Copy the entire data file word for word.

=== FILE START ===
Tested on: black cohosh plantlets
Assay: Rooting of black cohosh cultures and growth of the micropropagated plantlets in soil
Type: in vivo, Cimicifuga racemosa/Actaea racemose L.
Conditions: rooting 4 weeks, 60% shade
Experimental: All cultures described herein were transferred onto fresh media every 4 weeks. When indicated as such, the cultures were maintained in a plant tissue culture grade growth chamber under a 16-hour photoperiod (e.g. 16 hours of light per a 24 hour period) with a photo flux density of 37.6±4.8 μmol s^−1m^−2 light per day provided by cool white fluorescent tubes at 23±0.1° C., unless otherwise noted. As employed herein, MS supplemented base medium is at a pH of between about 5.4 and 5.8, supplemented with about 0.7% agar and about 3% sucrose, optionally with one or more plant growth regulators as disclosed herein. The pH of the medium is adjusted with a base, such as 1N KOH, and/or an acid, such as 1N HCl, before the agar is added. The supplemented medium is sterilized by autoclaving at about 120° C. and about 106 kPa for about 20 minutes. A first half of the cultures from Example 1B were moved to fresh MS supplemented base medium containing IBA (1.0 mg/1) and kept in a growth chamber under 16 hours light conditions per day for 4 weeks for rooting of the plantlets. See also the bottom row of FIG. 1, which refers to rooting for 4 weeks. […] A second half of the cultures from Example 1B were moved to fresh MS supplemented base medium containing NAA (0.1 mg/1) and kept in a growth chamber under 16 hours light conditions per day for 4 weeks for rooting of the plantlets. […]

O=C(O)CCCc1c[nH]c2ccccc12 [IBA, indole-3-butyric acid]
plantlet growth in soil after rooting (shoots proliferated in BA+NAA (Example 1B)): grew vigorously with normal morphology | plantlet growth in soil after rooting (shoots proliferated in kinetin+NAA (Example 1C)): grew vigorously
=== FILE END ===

Tested on: black cohosh plantlets
Assay: Rooting of black cohosh cultures and growth of the micropropagated plantlets in soil
Type: in vivo, Cimicifuga racemosa/Actaea racemose L.
Conditions: rooting 4 weeks, 60% shade
Experimental: All cultures described herein were transferred onto fresh media every 4 weeks. When indicated as such, the cultures were maintained in a plant tissue culture grade growth chamber under a 16-hour photoperiod (e.g. 16 hours of light per a 24 hour period) with a photo flux density of 37.6±4.8 μmol s^−1m^−2 light per day provided by cool white fluorescent tubes at 23±0.1° C., unless otherwise noted. As employed herein, MS supplemented base medium is at a pH of between about 5.4 and 5.8, supplemented with about 0.7% agar and about 3% sucrose, optionally with one or more plant growth regulators as disclosed herein. The pH of the medium is adjusted with a base, such as 1N KOH, and/or an acid, such as 1N HCl, before the agar is added. The supplemented medium is sterilized by autoclaving at about 120° C. and about 106 kPa for about 20 minutes. A first half of the cultures from Example 1B were moved to fresh MS supplemented base medium containing IBA (1.0 mg/1) and kept in a growth chamber under 16 hours light conditions per day for 4 weeks for rooting of the plantlets. See also the bottom row of FIG. 1, which refers to rooting for 4 weeks. […] A second half of the cultures from Example 1B were moved to fresh MS supplemented base medium containing NAA (0.1 mg/1) and kept in a growth chamber under 16 hours light conditions per day for 4 weeks for rooting of the plantlets. […]

O=C(O)CCCc1c[nH]c2ccccc12 [IBA, indole-3-butyric acid]
plantlet growth in soil after rooting (shoots proliferated in BA+NAA (Example 1B)): grew vigorously with normal morphology | plantlet growth in soil after rooting (shoots proliferated in kinetin+NAA (Example 1C)): grew vigorously